Tag Archives: salt and pepper

Ground Turkey Eggplant Lasagna

Mixing favorite veggies in an attempt to make a one-pot dinner resulting in our new favorite lasagna; although, I have to wonder if the new marinara sauce is to blame.

Ground Turkey and Veggie Lasagna

Ingredients:

8 0z Lasagna (half a box) noodles

One eggplant, 3/4 skin removed (potato peeler works nicely) and cubed

8 oz sliced mushrooms

Handful (about 4 oz) of spinach, roughly chopped

One jar (40 oz) of Victoria White Linen Marinara Sauce

One shallot, chopped

4 cups mozzarella cheese, divided

8 oz cottage cheese

3/4 cup Parmesan cheese, divided

Leftover chopped tomatoes (about 7 oz canned)

3 cloves garlic, minced

Salt and pepper

Olive oil

Cooking spray

Layer in Crock-Pot on High for 3 ½ hours. 

I began with browning the ground turkey in olive oil on medium-high heat with salt and pepper 1/4-½ teaspoon of each. After draining the excess fat, add chopped shallots to the pan, stir in. Add eggplant, salt and pepper (1/4-½ teaspoon). Sauté until the eggplant is translucent. 

Coat inside of Crock-Pot with cooking spray. Add ingredients from pan to pot.

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Oops, forgot to sauté the mushrooms! Into the pan they go with a little olive oil and salt and pepper until translucent!

 

I almost forgot garlic, too! Right on top of the cooked mix worked out perfectly. (photo below)

 

Minced garlic, then chopped tomatoes, sautéed mushrooms, and marinara sauce. Generally when you do lasagna, you layer it three times, but I was running out of time. I needed to get the cooking time going on the Crock-Pot for this meal to be ready for dinner. I did two layers with the mushrooms and tomatoes only in the bottom layer and spinach only in the top layer.

The first layer is always sauce, so since I had half of the meat and veggies already in the pot, I added the tomatoes and half of the sauce over it. Then all of the mushrooms, a layer of pasta, 4 oz cottage cheese, 2 c mozzarella, ½ c Parmesan. Repeat meat mixture, sauce, add spinach, continue with remaining cheese. Cover and cook.

 

 

 

 

Mahi Mahi with Mushrooms, Asparagus, and Spinach

In an effort to change things up a little, I made mahi instead of chicken; instead of rice, I made quinoa. I thought I’d try to cheat with quinoa, and cook it on the rice cooker. It worked! So easy, so delicious!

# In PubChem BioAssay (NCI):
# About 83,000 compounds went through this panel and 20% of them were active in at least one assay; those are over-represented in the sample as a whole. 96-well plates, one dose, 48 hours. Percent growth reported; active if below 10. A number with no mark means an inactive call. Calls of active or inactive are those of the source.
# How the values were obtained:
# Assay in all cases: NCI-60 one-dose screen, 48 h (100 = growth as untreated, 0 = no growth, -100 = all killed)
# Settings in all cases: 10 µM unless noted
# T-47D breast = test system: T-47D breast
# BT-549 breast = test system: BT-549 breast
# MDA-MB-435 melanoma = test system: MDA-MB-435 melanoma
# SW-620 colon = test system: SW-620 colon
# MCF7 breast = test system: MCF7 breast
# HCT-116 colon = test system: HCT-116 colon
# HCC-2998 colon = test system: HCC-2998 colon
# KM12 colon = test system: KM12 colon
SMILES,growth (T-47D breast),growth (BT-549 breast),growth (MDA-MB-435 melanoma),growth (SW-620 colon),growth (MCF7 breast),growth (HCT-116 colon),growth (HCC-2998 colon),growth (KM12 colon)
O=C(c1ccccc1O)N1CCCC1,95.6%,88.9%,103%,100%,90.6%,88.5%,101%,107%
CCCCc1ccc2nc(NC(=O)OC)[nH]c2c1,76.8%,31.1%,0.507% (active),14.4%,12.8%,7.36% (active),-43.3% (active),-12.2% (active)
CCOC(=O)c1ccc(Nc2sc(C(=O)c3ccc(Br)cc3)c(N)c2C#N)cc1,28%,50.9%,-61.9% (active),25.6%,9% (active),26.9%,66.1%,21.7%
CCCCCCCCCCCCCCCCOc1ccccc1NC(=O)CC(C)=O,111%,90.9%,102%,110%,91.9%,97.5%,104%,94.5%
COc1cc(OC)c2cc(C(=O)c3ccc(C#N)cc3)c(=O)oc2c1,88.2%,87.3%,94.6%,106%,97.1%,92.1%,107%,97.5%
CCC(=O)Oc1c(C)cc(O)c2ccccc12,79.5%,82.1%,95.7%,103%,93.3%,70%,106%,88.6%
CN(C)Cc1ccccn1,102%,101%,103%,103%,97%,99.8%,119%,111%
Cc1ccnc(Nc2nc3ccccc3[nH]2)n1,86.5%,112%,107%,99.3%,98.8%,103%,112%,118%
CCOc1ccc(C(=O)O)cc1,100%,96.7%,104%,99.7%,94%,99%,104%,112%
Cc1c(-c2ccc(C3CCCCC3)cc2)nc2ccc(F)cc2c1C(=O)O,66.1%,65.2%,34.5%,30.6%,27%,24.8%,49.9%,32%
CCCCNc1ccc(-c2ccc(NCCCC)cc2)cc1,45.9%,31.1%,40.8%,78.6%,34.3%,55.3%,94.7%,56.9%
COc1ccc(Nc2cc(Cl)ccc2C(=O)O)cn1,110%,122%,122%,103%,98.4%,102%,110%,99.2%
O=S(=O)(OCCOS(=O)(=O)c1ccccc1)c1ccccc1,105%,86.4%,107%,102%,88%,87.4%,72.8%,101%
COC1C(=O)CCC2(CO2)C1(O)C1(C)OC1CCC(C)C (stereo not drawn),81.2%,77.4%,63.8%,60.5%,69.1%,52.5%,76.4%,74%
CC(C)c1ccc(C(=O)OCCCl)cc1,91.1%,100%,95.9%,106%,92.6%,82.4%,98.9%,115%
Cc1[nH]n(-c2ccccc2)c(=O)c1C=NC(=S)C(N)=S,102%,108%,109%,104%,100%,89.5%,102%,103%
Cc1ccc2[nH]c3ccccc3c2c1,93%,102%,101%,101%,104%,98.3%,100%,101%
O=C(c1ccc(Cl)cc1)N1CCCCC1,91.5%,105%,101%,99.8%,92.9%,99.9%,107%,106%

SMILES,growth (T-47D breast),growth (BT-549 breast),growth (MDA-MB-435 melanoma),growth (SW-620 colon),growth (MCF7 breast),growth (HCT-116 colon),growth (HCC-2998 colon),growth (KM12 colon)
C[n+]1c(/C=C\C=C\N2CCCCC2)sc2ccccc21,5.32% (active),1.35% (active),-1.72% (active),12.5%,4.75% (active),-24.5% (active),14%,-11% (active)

Three frozen fillets into the pot with salt and pepper (half a teaspoon or so of each). Fresh mushrooms on top.

Add some olive oil and red pepper flakes (about a teaspoon per fillet).

I waited until the last hour to add the spinach. It wilts quickly and will continue to wilt from the steam and heat if you don’t plate it once the dish is done.

Oh yes! Perfectly cooked mahi every time! Do you see how the fish flakes (I used a fork to break a piece in half)?

Beautiful, too!

Quinoa in the rice cooker? It came out perfectly! It may not have much flavor unless you use some kind of stock. I always have Better Than Bouillon in my fridge, so in it went. Two parts liquid per part quinoa. For rice, I always make three cups dry to four cups water (I’ve been doing that since I was 10 years old, so…).

I was surprised with how flavorful this meal was with so little seasoning.

Garlic Parmesan Chicken

Too easy! The chicken was already perfectly cooked in the Crock-Pot but with only salt and pepper as seasoning, and I wanted to add a sauce or additional seasoning so that we weren’t just having “roast chicken” again. I put it in the fry pan with some olive oil to brown both side, but as I was browsing recipes for chicken, I found this quick and minimal recipe. All I had to do was add thyme and Parmesan cheese!

I made a mess with how quickly this was done. I could have used a lower heat and waited a little longer before flipping the chicken; then I wouldn’t have the little pieces tear away and stick to the pan, but the resulting flavor was delicious! The thyme infused olive oil and chicken, and the Parmesan cheese gave it a little crust and a little salty taste, but just the right amount. Yum!

Steam some green beans in a bag quickly in the microwave (about three minutes) with some salt and pepper. You could add a sprinkle of Parmesan cheese to tie it all together, as they say in cooking, et voila!